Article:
Proponents of the Keystone XL pipeline wonder why the State
Department is putting off a decision on a newly approved
Nebraska Governor Dave Heineman (R) this week approved the reroute for part of the
line running through his state. While he says it avoids the
Sandhills Region -- a sticking point with some opponents in
previous years -- Heineman acknowledges that the pipeline
would cross a vital aquifer.
TransCanada, the company behind the project, has pledged to
implement an emergency response plan in the "unlikely" event of a
spill. It has also declared itself responsible for any cleanup,
remediation and compensation.
But since that announcement, the State Department has delayed a decision until March.
Dan Kish, senior vice president for
policy at the Institute for Energy Research, is not shocked
by the delay.
"They've reviewed it three times previously and found no
trouble. The president himself made a determination that it was not
in the public interest when he had to make a decision last year,"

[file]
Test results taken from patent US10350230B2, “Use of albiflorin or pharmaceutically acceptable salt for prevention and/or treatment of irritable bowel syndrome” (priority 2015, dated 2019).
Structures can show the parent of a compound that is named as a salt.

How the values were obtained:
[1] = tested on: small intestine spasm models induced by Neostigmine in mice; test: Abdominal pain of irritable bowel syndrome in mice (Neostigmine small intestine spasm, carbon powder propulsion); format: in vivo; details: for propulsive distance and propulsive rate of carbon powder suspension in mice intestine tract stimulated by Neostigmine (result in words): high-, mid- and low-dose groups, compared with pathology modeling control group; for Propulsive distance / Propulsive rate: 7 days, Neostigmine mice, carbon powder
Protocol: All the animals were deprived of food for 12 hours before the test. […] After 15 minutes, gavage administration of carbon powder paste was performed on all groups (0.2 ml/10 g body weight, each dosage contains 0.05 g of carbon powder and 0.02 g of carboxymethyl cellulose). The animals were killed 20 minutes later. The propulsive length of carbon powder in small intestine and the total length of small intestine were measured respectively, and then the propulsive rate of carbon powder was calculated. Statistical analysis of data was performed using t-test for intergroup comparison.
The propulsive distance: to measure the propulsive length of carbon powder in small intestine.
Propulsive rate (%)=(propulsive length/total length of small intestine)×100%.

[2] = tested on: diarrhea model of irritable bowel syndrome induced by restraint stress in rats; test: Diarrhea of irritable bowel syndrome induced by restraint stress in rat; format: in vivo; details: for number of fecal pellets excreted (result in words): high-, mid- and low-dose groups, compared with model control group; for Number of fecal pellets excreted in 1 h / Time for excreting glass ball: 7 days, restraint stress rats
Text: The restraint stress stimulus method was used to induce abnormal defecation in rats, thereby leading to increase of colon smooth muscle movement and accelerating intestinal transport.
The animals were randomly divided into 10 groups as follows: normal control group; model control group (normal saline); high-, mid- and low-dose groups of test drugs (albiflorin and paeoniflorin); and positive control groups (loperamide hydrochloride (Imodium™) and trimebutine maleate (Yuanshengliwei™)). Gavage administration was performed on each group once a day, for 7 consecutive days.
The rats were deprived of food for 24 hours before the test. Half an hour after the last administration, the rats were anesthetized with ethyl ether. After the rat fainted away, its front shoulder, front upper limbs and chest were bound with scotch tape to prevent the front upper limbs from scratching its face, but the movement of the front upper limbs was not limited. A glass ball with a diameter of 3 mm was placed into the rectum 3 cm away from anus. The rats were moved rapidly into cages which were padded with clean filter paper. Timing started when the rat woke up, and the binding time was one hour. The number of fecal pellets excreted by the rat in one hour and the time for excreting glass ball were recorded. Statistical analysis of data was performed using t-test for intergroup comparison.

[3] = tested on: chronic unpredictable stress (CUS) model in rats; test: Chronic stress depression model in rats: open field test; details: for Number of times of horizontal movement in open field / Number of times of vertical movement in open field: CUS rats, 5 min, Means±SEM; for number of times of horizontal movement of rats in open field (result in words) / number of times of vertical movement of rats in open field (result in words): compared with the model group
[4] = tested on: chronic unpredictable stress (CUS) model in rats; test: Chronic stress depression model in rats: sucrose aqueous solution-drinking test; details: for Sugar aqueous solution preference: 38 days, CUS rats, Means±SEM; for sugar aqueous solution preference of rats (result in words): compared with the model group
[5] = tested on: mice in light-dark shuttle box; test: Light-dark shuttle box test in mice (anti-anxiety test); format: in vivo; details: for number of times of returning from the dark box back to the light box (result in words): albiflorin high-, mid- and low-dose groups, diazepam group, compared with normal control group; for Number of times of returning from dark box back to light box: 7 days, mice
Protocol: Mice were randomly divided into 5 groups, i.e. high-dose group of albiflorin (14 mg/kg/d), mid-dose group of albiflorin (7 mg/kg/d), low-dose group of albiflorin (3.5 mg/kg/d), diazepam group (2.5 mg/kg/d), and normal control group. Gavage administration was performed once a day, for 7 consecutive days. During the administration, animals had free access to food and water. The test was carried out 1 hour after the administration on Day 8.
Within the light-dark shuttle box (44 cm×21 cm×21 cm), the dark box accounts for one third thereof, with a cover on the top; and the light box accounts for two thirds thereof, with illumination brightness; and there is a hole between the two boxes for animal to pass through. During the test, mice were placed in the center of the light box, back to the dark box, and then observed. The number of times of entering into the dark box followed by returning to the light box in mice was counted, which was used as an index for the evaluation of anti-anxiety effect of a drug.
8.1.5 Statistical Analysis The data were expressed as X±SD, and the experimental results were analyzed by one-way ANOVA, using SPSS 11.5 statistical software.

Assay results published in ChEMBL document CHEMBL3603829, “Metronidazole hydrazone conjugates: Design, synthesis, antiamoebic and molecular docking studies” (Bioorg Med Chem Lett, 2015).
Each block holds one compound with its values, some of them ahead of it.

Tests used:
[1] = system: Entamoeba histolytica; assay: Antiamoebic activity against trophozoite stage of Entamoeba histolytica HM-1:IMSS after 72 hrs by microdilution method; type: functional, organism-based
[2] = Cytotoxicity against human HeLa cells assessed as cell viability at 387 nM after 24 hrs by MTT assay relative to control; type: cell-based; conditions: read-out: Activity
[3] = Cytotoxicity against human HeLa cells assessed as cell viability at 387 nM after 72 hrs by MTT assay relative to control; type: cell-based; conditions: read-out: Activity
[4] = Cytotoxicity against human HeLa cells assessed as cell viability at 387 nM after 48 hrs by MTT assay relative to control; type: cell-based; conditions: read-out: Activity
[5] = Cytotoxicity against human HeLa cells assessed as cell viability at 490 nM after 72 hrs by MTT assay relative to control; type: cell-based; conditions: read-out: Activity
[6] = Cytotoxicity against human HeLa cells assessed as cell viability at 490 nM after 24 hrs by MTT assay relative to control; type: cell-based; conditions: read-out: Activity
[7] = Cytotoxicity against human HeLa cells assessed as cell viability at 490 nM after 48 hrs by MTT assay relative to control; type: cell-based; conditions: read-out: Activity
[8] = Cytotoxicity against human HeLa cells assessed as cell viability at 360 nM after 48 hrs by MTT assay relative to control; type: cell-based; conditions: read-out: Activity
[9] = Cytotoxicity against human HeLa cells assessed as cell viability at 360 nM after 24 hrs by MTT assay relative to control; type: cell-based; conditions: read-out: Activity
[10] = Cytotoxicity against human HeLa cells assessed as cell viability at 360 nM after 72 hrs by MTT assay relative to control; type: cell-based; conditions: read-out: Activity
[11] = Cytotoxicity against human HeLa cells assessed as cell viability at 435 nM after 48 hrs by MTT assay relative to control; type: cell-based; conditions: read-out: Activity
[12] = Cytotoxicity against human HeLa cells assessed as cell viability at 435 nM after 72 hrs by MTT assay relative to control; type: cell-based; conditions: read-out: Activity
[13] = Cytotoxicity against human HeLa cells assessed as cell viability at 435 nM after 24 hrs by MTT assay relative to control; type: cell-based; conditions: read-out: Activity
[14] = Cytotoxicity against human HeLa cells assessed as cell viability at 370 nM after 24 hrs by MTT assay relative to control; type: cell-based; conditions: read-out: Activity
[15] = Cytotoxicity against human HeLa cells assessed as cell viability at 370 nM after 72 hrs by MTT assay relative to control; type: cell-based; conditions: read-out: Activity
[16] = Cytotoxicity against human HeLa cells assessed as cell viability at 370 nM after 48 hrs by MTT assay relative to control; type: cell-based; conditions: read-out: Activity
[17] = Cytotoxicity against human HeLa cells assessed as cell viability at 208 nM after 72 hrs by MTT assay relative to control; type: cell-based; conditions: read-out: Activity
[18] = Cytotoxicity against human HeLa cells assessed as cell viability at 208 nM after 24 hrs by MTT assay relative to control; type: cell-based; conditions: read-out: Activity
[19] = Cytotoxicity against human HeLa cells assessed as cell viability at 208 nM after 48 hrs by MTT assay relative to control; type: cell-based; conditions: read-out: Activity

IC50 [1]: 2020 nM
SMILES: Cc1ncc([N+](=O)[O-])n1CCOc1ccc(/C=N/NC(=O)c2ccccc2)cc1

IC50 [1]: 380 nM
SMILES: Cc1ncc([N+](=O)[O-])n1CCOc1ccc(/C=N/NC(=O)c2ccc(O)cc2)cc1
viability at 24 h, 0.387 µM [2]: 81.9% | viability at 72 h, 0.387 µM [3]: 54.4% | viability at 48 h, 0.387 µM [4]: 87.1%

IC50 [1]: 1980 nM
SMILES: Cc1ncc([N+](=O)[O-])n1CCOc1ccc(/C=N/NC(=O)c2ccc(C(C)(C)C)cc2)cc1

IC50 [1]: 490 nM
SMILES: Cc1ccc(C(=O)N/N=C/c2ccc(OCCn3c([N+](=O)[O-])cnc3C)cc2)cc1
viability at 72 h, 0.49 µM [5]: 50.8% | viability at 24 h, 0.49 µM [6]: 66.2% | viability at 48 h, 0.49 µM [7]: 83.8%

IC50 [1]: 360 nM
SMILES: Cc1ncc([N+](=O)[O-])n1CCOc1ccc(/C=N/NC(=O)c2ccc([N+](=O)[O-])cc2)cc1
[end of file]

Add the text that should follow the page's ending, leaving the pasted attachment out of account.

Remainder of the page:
Kish recalls. "But ultimately, this is the way our government
works, which is why it takes so much longer to do anything if
you're dealing with the government than anyone else."
Nick Loris, an economist following on energy policy for The Heritage
Foundation, calls the delay "unfortunate."
"In 2011, the State
Department said that the original route of the pipeline would pose
minimal environmental risk, and that was a two-and-a-half-year
review process," he notes.
Delays and reroutes aside, some environmentalists remain
concerned about the pipeline carrying a substance known as diluted bitumen, claiming it is more harmful
to pipelines and the environment than conventional crude oil.
TransCanada has dismissed those concerns, telling OneNewsNow
that "diluted bitumen has been proven by many studies to behave
exactly like any other crude in a pipeline" and "is no more
dangerous or corrosive to a pipeline than any other kind of crude
Meanwhile, a state court has challenged the law that gives Gov.
Heineman authority to approve a reroute.